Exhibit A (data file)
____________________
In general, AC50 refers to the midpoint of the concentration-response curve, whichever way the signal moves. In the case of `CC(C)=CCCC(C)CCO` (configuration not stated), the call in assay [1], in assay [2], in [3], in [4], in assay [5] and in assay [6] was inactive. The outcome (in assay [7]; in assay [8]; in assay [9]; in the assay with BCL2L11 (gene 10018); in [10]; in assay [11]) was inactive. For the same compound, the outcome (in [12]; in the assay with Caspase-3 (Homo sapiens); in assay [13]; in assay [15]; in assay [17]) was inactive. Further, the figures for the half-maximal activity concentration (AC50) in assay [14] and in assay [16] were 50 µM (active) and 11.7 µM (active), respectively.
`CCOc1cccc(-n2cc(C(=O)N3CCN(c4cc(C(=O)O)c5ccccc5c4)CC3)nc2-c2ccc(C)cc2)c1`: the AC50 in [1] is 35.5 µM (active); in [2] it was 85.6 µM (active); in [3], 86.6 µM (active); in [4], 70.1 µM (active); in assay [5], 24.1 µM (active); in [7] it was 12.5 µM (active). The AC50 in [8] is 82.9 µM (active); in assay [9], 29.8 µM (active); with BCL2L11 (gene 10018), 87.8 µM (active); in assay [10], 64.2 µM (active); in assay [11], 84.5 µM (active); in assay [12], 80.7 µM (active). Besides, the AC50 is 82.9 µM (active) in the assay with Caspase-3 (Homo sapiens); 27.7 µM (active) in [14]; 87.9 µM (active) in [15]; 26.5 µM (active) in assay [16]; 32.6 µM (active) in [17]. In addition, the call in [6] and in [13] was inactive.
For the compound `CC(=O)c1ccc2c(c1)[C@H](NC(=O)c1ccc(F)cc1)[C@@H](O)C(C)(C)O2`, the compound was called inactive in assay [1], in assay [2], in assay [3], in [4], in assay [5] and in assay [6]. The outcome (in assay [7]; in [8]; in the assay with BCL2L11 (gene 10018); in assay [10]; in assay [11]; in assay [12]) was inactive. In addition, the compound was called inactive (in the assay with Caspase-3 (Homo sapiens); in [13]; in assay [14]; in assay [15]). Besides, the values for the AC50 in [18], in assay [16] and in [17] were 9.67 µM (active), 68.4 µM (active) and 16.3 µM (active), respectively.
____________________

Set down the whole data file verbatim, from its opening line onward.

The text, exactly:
In general, AC50 refers to the midpoint of the concentration-response curve, whichever way the signal moves. In the case of `CC(C)=CCCC(C)CCO` (configuration not stated), the call in assay [1], in assay [2], in [3], in [4], in assay [5] and in assay [6] was inactive. The outcome (in assay [7]; in assay [8]; in assay [9]; in the assay with BCL2L11 (gene 10018); in [10]; in assay [11]) was inactive. For the same compound, the outcome (in [12]; in the assay with Caspase-3 (Homo sapiens); in assay [13]; in assay [15]; in assay [17]) was inactive. Further, the figures for the half-maximal activity concentration (AC50) in assay [14] and in assay [16] were 50 µM (active) and 11.7 µM (active), respectively.
`CCOc1cccc(-n2cc(C(=O)N3CCN(c4cc(C(=O)O)c5ccccc5c4)CC3)nc2-c2ccc(C)cc2)c1`: the AC50 in [1] is 35.5 µM (active); in [2] it was 85.6 µM (active); in [3], 86.6 µM (active); in [4], 70.1 µM (active); in assay [5], 24.1 µM (active); in [7] it was 12.5 µM (active). The AC50 in [8] is 82.9 µM (active); in assay [9], 29.8 µM (active); with BCL2L11 (gene 10018), 87.8 µM (active); in assay [10], 64.2 µM (active); in assay [11], 84.5 µM (active); in assay [12], 80.7 µM (active). Besides, the AC50 is 82.9 µM (active) in the assay with Caspase-3 (Homo sapiens); 27.7 µM (active) in [14]; 87.9 µM (active) in [15]; 26.5 µM (active) in assay [16]; 32.6 µM (active) in [17]. In addition, the call in [6] and in [13] was inactive.
For the compound `CC(=O)c1ccc2c(c1)[C@H](NC(=O)c1ccc(F)cc1)[C@@H](O)C(C)(C)O2`, the compound was called inactive in assay [1], in assay [2], in assay [3], in [4], in assay [5] and in assay [6]. The outcome (in assay [7]; in [8]; in the assay with BCL2L11 (gene 10018); in assay [10]; in assay [11]; in assay [12]) was inactive. In addition, the compound was called inactive (in the assay with Caspase-3 (Homo sapiens); in [13]; in assay [14]; in assay [15]). Besides, the values for the AC50 in [18], in assay [16] and in [17] were 9.67 µM (active), 68.4 µM (active) and 16.3 µM (active), respectively.